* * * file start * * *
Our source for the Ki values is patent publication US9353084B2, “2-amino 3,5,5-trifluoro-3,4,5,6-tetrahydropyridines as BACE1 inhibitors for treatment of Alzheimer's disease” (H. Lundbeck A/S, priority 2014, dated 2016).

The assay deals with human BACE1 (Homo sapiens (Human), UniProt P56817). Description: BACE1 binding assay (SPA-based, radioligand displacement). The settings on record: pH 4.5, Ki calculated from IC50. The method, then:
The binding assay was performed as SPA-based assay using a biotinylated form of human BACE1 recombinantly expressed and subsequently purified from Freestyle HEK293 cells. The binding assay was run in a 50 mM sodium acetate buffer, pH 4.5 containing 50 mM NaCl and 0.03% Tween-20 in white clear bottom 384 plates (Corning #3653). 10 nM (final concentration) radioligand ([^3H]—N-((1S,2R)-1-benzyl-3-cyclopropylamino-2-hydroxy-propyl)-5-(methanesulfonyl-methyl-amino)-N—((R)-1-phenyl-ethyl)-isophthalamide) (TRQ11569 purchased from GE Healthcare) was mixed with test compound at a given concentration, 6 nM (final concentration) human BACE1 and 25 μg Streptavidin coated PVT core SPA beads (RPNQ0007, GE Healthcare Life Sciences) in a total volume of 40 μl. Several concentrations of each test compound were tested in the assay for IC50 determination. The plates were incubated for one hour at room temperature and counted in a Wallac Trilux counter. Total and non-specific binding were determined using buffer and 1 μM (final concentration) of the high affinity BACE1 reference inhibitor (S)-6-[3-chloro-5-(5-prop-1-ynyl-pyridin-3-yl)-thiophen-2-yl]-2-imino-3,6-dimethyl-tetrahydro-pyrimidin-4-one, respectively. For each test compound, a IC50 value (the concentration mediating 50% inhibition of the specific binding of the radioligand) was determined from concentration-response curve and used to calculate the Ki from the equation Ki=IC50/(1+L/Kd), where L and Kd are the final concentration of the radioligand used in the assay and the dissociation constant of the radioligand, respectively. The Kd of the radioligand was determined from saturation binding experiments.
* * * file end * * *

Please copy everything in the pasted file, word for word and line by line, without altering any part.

Our source for the Ki values is patent publication US9353084B2, “2-amino 3,5,5-trifluoro-3,4,5,6-tetrahydropyridines as BACE1 inhibitors for treatment of Alzheimer's disease” (H. Lundbeck A/S, priority 2014, dated 2016).

The assay deals with human BACE1 (Homo sapiens (Human), UniProt P56817). Description: BACE1 binding assay (SPA-based, radioligand displacement). The settings on record: pH 4.5, Ki calculated from IC50. The method, then:
The binding assay was performed as SPA-based assay using a biotinylated form of human BACE1 recombinantly expressed and subsequently purified from Freestyle HEK293 cells. The binding assay was run in a 50 mM sodium acetate buffer, pH 4.5 containing 50 mM NaCl and 0.03% Tween-20 in white clear bottom 384 plates (Corning #3653). 10 nM (final concentration) radioligand ([^3H]—N-((1S,2R)-1-benzyl-3-cyclopropylamino-2-hydroxy-propyl)-5-(methanesulfonyl-methyl-amino)-N—((R)-1-phenyl-ethyl)-isophthalamide) (TRQ11569 purchased from GE Healthcare) was mixed with test compound at a given concentration, 6 nM (final concentration) human BACE1 and 25 μg Streptavidin coated PVT core SPA beads (RPNQ0007, GE Healthcare Life Sciences) in a total volume of 40 μl. Several concentrations of each test compound were tested in the assay for IC50 determination. The plates were incubated for one hour at room temperature and counted in a Wallac Trilux counter. Total and non-specific binding were determined using buffer and 1 μM (final concentration) of the high affinity BACE1 reference inhibitor (S)-6-[3-chloro-5-(5-prop-1-ynyl-pyridin-3-yl)-thiophen-2-yl]-2-imino-3,6-dimethyl-tetrahydro-pyrimidin-4-one, respectively. For each test compound, a IC50 value (the concentration mediating 50% inhibition of the specific binding of the radioligand) was determined from concentration-response curve and used to calculate the Ki from the equation Ki=IC50/(1+L/Kd), where L and Kd are the final concentration of the radioligand used in the assay and the dissociation constant of the radioligand, respectively. The Kd of the radioligand was determined from saturation binding experiments.